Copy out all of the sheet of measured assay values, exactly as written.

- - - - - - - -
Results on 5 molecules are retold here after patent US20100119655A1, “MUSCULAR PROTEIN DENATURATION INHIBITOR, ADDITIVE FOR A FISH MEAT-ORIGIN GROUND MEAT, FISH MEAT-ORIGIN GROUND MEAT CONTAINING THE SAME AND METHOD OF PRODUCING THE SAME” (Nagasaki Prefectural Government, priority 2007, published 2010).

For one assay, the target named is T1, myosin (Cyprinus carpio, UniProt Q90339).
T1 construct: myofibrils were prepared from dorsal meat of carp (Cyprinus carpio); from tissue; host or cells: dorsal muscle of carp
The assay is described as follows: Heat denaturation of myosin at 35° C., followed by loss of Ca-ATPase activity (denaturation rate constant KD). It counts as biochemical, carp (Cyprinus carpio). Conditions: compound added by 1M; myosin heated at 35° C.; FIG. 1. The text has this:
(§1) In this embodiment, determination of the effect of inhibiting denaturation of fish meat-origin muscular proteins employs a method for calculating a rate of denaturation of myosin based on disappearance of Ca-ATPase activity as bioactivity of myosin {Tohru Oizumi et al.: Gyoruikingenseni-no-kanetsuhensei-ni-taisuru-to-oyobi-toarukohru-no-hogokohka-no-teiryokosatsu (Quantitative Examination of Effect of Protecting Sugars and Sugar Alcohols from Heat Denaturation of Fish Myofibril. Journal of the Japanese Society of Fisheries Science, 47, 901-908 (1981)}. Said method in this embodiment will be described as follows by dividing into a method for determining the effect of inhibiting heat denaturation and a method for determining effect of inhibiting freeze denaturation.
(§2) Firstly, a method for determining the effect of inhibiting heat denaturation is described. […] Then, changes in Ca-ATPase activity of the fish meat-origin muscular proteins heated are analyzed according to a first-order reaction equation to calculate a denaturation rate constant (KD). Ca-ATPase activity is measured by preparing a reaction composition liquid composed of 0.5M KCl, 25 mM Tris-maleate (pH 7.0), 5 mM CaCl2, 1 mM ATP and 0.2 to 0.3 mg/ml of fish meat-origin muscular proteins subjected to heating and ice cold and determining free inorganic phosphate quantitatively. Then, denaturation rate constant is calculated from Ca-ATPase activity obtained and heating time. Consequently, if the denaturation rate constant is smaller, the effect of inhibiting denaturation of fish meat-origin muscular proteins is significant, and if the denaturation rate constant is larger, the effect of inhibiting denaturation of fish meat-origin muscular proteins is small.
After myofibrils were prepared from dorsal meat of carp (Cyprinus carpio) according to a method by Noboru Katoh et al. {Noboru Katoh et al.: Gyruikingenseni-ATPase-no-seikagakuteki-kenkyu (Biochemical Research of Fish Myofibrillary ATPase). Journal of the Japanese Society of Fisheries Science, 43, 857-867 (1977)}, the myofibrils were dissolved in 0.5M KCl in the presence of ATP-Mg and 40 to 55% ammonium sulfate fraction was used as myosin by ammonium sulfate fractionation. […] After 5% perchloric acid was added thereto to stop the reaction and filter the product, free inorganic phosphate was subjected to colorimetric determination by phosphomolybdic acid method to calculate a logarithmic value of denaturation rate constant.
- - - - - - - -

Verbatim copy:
Results on 5 molecules are retold here after patent US20100119655A1, “MUSCULAR PROTEIN DENATURATION INHIBITOR, ADDITIVE FOR A FISH MEAT-ORIGIN GROUND MEAT, FISH MEAT-ORIGIN GROUND MEAT CONTAINING THE SAME AND METHOD OF PRODUCING THE SAME” (Nagasaki Prefectural Government, priority 2007, published 2010).

For one assay, the target named is T1, myosin (Cyprinus carpio, UniProt Q90339).
T1 construct: myofibrils were prepared from dorsal meat of carp (Cyprinus carpio); from tissue; host or cells: dorsal muscle of carp
The assay is described as follows: Heat denaturation of myosin at 35° C., followed by loss of Ca-ATPase activity (denaturation rate constant KD). It counts as biochemical, carp (Cyprinus carpio). Conditions: compound added by 1M; myosin heated at 35° C.; FIG. 1. The text has this:
(§1) In this embodiment, determination of the effect of inhibiting denaturation of fish meat-origin muscular proteins employs a method for calculating a rate of denaturation of myosin based on disappearance of Ca-ATPase activity as bioactivity of myosin {Tohru Oizumi et al.: Gyoruikingenseni-no-kanetsuhensei-ni-taisuru-to-oyobi-toarukohru-no-hogokohka-no-teiryokosatsu (Quantitative Examination of Effect of Protecting Sugars and Sugar Alcohols from Heat Denaturation of Fish Myofibril. Journal of the Japanese Society of Fisheries Science, 47, 901-908 (1981)}. Said method in this embodiment will be described as follows by dividing into a method for determining the effect of inhibiting heat denaturation and a method for determining effect of inhibiting freeze denaturation.
(§2) Firstly, a method for determining the effect of inhibiting heat denaturation is described. […] Then, changes in Ca-ATPase activity of the fish meat-origin muscular proteins heated are analyzed according to a first-order reaction equation to calculate a denaturation rate constant (KD). Ca-ATPase activity is measured by preparing a reaction composition liquid composed of 0.5M KCl, 25 mM Tris-maleate (pH 7.0), 5 mM CaCl2, 1 mM ATP and 0.2 to 0.3 mg/ml of fish meat-origin muscular proteins subjected to heating and ice cold and determining free inorganic phosphate quantitatively. Then, denaturation rate constant is calculated from Ca-ATPase activity obtained and heating time. Consequently, if the denaturation rate constant is smaller, the effect of inhibiting denaturation of fish meat-origin muscular proteins is significant, and if the denaturation rate constant is larger, the effect of inhibiting denaturation of fish meat-origin muscular proteins is small.
After myofibrils were prepared from dorsal meat of carp (Cyprinus carpio) according to a method by Noboru Katoh et al. {Noboru Katoh et al.: Gyruikingenseni-ATPase-no-seikagakuteki-kenkyu (Biochemical Research of Fish Myofibrillary ATPase). Journal of the Japanese Society of Fisheries Science, 43, 857-867 (1977)}, the myofibrils were dissolved in 0.5M KCl in the presence of ATP-Mg and 40 to 55% ammonium sulfate fraction was used as myosin by ammonium sulfate fractionation. […] After 5% perchloric acid was added thereto to stop the reaction and filter the product, free inorganic phosphate was subjected to colorimetric determination by phosphomolybdic acid method to calculate a logarithmic value of denaturation rate constant.